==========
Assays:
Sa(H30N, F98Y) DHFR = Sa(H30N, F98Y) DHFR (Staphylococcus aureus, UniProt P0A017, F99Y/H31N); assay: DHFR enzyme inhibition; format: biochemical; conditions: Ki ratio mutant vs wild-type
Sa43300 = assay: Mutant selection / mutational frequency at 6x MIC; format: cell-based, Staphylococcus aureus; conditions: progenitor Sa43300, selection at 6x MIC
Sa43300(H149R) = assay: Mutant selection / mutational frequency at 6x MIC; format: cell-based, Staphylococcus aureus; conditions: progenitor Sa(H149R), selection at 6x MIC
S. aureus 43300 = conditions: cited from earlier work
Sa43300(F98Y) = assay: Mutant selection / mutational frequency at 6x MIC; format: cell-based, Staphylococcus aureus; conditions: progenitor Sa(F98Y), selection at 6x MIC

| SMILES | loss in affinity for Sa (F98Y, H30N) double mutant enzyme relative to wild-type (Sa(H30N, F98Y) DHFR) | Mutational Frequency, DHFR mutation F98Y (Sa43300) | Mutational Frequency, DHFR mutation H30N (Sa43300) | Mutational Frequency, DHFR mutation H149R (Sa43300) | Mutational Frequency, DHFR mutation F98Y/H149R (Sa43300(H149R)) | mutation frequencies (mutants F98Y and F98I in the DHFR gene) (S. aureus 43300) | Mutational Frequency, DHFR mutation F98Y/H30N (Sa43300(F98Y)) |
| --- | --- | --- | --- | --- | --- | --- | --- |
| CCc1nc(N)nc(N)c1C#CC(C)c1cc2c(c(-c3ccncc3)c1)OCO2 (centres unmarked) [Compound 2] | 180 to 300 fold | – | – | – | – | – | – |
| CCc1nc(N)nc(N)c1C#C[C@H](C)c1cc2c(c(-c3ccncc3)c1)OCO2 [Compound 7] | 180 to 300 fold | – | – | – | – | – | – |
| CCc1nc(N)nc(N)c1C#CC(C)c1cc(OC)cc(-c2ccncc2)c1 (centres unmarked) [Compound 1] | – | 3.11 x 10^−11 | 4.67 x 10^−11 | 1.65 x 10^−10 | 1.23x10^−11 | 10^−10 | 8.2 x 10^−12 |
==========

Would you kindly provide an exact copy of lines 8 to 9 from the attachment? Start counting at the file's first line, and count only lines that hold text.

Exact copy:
| --- | --- | --- | --- | --- | --- | --- | --- |
| CCc1nc(N)nc(N)c1C#CC(C)c1cc2c(c(-c3ccncc3)c1)OCO2 (centres unmarked) [Compound 2] | 180 to 300 fold | – | – | – | – | – | – |